For the record, a Motion for Reconsideration exists at the Board of Veterans Appeals only after you have been denied on appeal. There is a formal process for it that requires you to file for it within 120 days of your denial. There is no guarantee you will be granted one. It must be supported in law or evidence that rebuts the decision with substantial evidence that a legal mishap occurred. It cannot be a gripe that you feel the Judge is racist or biased towards women.

A similar mechanism exists at the Court of Appeals for Veterans Claims called a request for a panel decision following an affirmation of the BVA decision by a single judge in a memorandum decision. Again, to prevail and be granted a panel decision, you must present a novel appeal that asks for a precedental decision based on a situation that represents case law never before decided. It is referred to as a matter of first impression.

No Bozos

No Bozos

About asknod

VA claims blogger
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  1. Don Bichler says:

    I just go off the phone two hours ago with a VA 800# in Columbia, S.C. and he submitted a reconsideration for my supposed non-sc claim, one of 3 contentions that evidently wasn’t looked at. That one of three was denied last month as an FDC. I’ve heard of reconsiderations and also thought them sort of like the easter bunny. I asked if they were for real and he said yes. I’ve talked to him before, even though he naturally doesn’t remember, and he will always go above and beyond to find things out. I do trust this guy and he said if it doesn’t work out I can always file an appeal later. I don’t know what to think now but if it works or doesn’t, I will post what happened.

  2. asknod says:

    Consider this. A reconsideration is essentially a NOD in a different suit. In the event of a denial, you have lost valuable time because your NOD is now behind about 10,000 other Vets. To me, it is a wagon with three wheels and rarely goes anywhere unless you are homeless or knocking on Heaven’s door.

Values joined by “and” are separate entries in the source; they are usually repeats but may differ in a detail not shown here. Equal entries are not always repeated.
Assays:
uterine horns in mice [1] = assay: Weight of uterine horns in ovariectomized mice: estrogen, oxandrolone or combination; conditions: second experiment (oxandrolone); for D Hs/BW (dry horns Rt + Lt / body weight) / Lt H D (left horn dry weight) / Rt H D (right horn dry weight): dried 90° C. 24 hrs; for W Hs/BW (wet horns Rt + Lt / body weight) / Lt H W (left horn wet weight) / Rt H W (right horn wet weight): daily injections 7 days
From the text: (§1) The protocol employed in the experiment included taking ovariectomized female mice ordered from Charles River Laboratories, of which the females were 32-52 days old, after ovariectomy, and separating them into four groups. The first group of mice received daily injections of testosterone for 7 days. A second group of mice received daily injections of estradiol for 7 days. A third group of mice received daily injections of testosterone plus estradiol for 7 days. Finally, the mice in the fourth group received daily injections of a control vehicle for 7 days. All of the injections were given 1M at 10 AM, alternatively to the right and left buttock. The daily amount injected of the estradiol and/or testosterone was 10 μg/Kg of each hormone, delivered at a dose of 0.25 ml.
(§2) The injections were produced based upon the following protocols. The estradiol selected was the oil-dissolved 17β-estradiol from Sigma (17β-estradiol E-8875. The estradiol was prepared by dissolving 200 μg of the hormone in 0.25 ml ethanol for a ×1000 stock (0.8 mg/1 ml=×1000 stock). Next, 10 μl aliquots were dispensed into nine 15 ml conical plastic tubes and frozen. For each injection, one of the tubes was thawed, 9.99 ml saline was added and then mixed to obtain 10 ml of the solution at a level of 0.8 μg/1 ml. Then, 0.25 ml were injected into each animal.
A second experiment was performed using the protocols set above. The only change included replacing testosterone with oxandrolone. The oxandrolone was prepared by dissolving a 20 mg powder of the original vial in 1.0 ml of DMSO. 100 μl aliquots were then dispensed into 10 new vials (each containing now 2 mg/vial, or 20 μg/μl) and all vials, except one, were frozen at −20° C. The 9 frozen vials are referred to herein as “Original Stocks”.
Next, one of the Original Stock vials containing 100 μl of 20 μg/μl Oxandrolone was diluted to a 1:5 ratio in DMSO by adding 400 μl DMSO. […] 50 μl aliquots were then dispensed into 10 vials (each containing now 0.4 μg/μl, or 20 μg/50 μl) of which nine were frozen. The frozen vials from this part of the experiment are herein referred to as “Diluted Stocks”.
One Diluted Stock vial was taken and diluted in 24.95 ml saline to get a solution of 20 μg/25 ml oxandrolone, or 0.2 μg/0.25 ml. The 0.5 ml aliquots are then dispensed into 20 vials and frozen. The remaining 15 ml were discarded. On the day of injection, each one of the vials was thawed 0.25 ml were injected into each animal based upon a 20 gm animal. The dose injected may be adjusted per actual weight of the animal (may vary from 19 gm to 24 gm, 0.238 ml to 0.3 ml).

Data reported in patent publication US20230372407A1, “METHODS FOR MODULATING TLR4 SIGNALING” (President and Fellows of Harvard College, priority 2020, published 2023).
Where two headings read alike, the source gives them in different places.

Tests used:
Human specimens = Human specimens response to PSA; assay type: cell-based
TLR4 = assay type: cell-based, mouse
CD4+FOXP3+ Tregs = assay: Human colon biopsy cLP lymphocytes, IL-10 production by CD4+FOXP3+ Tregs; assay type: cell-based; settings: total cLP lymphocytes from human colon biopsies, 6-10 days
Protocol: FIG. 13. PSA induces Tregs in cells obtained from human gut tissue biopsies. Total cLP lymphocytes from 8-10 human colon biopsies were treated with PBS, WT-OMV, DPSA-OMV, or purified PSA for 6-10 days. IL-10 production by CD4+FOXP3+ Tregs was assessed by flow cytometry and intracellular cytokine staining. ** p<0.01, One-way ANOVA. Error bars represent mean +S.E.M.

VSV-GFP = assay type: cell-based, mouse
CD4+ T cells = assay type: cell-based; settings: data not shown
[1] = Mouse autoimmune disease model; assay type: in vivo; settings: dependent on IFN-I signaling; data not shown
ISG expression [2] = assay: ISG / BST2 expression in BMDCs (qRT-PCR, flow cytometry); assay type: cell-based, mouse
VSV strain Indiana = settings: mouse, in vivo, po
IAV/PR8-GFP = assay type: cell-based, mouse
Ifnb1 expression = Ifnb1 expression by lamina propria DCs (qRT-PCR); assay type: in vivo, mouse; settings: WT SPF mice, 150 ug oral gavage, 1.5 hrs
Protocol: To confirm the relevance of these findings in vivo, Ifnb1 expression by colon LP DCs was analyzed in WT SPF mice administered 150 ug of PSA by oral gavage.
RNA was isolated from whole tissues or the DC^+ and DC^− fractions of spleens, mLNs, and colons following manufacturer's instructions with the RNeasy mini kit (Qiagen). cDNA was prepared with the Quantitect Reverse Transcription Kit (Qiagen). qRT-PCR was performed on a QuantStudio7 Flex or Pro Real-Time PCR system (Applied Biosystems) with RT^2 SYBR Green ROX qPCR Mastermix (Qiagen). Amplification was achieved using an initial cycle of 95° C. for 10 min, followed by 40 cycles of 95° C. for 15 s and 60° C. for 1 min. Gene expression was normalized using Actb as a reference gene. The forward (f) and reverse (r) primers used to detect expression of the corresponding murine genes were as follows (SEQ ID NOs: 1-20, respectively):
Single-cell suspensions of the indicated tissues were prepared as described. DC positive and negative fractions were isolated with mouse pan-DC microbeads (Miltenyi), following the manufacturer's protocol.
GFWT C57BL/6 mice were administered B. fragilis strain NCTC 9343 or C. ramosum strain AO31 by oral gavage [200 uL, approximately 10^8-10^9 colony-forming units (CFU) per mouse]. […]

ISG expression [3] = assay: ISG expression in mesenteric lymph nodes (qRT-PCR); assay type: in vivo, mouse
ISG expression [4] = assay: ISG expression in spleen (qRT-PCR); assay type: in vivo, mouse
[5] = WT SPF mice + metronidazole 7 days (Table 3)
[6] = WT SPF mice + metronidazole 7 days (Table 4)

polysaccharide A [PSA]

3. Skywalker says:

    Haven’t had that much luck with the NOD and DRO review, either. Has anyone here had luck with that? They took another year (or so) with the NOD/DRO, and then they not only didn’t raise the disability, they proposed severing it (illegally). So the question is–what does anyone think either a “reconsideration” or a “NOD/DRO” is going to do? It stays in the same RO, with basically the same people. Why would we think we would get different results without elevating the claim to someone who might actually listen? (the BVA or CAVC)

    • Jack Stermer says:

      Sometimes we all have to face reality. After all, not all claims merit an award. However, one way to get an “evaluation” from a fresh set of eyes is to have a lawyer look at your situation. Typically, the evaluation is free & without obligation. Importantly, because attorneys who represent veterans on VA disability appeals only get paid if they win, it’s not likely an attorney is going to be interested if there’s no meat on the bone, so to speak……In any case, good luck.

  4. John King says:

    Vets have been told that if you file for reconsideration and provide some new evidence you can get positive decision much faster than if you file a NOD and ask for DRO Hearing or ask for BVA hearing on your denied or low balled claim. It is confusing because while you are asking for this mythical reconsideration at VARO level the NOD clock is running. There is also widespread VSO advice that it is better and faster to file a new claim rather than to file a NOD and then an appeal on a claim that has either been denied or lowballed. What they don’t really get is that they lose their EED and are faced with the same need for evidence they had with the appeal. I remember asking the VA to reconsider my denial of TDIU. It turned into a NOD and a DRO Review because I knew how badly I had been hurt many years before for not filing a NOD when I was low balled on my original claim. It took about a year to win the claim in appeals.

  5. Jack Stermer says:

    As a voice of experience, you are 100% correct. For what it’s worth, I filed a Request for Reconsideration and all it did was complicate and delay what I should’ve done in the first place – file an NOD. What’s worse – I chose to file a Reconsideration even though everything I read from bloggers & Vet sites, said not to. Why? My VSO – or rather, my former VSO.